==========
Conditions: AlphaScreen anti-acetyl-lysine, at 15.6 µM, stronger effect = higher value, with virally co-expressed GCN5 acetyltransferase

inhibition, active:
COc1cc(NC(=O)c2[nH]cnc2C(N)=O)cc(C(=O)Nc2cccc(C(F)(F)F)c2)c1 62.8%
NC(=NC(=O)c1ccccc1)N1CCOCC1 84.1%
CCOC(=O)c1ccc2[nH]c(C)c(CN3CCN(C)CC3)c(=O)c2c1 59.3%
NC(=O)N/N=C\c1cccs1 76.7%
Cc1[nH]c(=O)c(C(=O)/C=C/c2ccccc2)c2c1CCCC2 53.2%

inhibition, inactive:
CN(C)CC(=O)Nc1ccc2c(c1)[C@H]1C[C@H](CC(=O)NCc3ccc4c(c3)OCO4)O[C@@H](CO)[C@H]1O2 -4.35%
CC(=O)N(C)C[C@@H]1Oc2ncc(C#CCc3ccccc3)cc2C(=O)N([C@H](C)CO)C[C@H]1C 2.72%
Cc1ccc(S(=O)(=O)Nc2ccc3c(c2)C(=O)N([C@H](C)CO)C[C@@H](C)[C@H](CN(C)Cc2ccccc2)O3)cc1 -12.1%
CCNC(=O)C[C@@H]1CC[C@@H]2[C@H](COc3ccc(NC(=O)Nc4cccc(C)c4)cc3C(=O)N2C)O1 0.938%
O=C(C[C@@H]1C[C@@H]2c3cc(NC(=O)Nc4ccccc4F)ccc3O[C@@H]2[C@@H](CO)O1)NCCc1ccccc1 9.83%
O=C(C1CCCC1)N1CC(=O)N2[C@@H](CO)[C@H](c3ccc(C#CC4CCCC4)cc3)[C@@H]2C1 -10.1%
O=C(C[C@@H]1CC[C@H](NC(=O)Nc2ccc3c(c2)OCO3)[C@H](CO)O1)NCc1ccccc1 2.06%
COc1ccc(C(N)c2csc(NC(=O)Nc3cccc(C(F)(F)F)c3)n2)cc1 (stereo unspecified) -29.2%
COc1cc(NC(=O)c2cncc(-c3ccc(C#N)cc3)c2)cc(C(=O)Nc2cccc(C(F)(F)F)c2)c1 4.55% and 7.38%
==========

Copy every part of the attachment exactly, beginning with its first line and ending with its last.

Conditions: AlphaScreen anti-acetyl-lysine, at 15.6 µM, stronger effect = higher value, with virally co-expressed GCN5 acetyltransferase

inhibition, active:
COc1cc(NC(=O)c2[nH]cnc2C(N)=O)cc(C(=O)Nc2cccc(C(F)(F)F)c2)c1 62.8%
NC(=NC(=O)c1ccccc1)N1CCOCC1 84.1%
CCOC(=O)c1ccc2[nH]c(C)c(CN3CCN(C)CC3)c(=O)c2c1 59.3%
NC(=O)N/N=C\c1cccs1 76.7%
Cc1[nH]c(=O)c(C(=O)/C=C/c2ccccc2)c2c1CCCC2 53.2%

inhibition, inactive:
CN(C)CC(=O)Nc1ccc2c(c1)[C@H]1C[C@H](CC(=O)NCc3ccc4c(c3)OCO4)O[C@@H](CO)[C@H]1O2 -4.35%
CC(=O)N(C)C[C@@H]1Oc2ncc(C#CCc3ccccc3)cc2C(=O)N([C@H](C)CO)C[C@H]1C 2.72%
Cc1ccc(S(=O)(=O)Nc2ccc3c(c2)C(=O)N([C@H](C)CO)C[C@@H](C)[C@H](CN(C)Cc2ccccc2)O3)cc1 -12.1%
CCNC(=O)C[C@@H]1CC[C@@H]2[C@H](COc3ccc(NC(=O)Nc4cccc(C)c4)cc3C(=O)N2C)O1 0.938%
O=C(C[C@@H]1C[C@@H]2c3cc(NC(=O)Nc4ccccc4F)ccc3O[C@@H]2[C@@H](CO)O1)NCCc1ccccc1 9.83%
O=C(C1CCCC1)N1CC(=O)N2[C@@H](CO)[C@H](c3ccc(C#CC4CCCC4)cc3)[C@@H]2C1 -10.1%
O=C(C[C@@H]1CC[C@H](NC(=O)Nc2ccc3c(c2)OCO3)[C@H](CO)O1)NCc1ccccc1 2.06%
COc1ccc(C(N)c2csc(NC(=O)Nc3cccc(C(F)(F)F)c3)n2)cc1 (stereo unspecified) -29.2%
COc1cc(NC(=O)c2cncc(-c3ccc(C#N)cc3)c2)cc(C(=O)Nc2cccc(C(F)(F)F)c2)c1 4.55% and 7.38%